Or they were too dumb to see the potential, because they were busy trying to climb on the Facebook/Foursquare/Twitter bandwagon.
Many investors passed on what became great companies because their pattern recognition anchoring bias meant they were looking for the next big thing assuming it looked like the last big thing. Don’t be always so pro-management.
Ditto. If big companies were any good at looking more than 2 quarters down the road there would be lots fewer opportunities for startups. As it is, thanks for all of the opportunities big company management!
Perhaps the wrong word is not “great” but “your”
Many ideas are great until you look at the cost of implementation and realize that there’s a *reason* things are being done the old way.
On the other hand, often cost is being calculated in some rather interesting ways. I had a job once where a new policy changed the user creation process such that it took an additional five minutes/account. Which seems like nothing, but is huge on the scales we were doing. I had to sit the head of the department down and walk him through account creation to convince him that the policy was untenable.
I almost envy you the opportunity to win that argument. Half the places I’ve worked, you couldn’t get anyone capable of a decision in the same state as where the policy was being implemented, let alone show them why it didn’t work.
Some of those, half the reason the higher-ups didn’t want to get involved was because they knew the policy would fail, and they were playing chicken with the bottom line to get rid of a poor performer in upper management.
But the reason I can’t envy you the opportunity… the other places I’ve worked, the person making the change also had to train the workforce. So, they knew the shortfalls, and could explain the benefits of the process. Not only did this stop a lot of costly mistakes in early stages, but getting buy-in from the employees alleviates a lot of change fear.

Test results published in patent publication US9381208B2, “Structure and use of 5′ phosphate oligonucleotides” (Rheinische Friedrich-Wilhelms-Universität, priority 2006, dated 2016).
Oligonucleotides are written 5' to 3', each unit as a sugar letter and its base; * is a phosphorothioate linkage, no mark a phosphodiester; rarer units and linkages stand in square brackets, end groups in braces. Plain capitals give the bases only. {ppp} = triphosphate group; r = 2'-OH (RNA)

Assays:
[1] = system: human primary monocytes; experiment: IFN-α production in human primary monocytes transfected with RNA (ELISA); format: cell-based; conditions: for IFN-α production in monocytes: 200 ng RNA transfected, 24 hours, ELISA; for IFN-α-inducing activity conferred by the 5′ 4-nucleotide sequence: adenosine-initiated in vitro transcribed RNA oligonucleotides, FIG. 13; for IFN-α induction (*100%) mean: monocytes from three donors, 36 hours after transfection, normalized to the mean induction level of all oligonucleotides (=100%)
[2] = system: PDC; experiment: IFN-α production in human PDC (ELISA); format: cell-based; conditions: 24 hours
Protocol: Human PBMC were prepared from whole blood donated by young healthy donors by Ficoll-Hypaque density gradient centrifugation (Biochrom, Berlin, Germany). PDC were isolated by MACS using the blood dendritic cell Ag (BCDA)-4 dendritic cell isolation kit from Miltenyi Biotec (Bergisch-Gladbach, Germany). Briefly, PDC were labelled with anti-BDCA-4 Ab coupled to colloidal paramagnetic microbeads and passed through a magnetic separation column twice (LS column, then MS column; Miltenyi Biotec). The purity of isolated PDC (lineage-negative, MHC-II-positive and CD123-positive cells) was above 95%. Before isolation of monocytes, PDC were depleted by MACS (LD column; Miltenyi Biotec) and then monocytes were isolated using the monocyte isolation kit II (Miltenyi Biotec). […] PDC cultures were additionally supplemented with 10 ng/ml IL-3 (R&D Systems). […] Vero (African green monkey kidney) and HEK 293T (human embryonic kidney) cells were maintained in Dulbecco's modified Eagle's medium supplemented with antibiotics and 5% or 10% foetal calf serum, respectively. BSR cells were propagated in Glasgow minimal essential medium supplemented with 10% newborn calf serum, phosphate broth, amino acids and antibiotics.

Making even minor changes to a process smoothly is really an amazing amount of work and showmanship. Unfortunately, it also takes the person involved out of their usual role for a time, and makes them too busy to keep up with backstabbing politics. What saves the business can kill the job of the hero. Which is a problem when heroics are needed again.
I was fortunate, but it did demonstrate that sometimes it pays to do some legwork.
What I actually did was work on the day’s accounts early, keeping detailed notes for exactly how long it took to do the old way, versus how long it took to do with the new parts to the process. I walked him through it all, and then showed him “Okay, the accounts I’ve done today took 3 hours. Under the old method, I would have been done in 90 minutes.”
I was fortunate that I had access to someone with authority, but I still had to demonstrate an appreciable cost that he’d respect and value – “This is a pain in the ass and I don’t like it” doesn’t get anywhere.
I’ve worked for a company which focused entirely on change management. It is a remarkable feat to pull off properly; it requires a combination of good technical skills (to make the new solution work), good teaching skills (to train on the new solution, of course), excellent analysis (to show where and how the new solution can be leveraged), and incredible diplomacy (to get buy-in at all levels).
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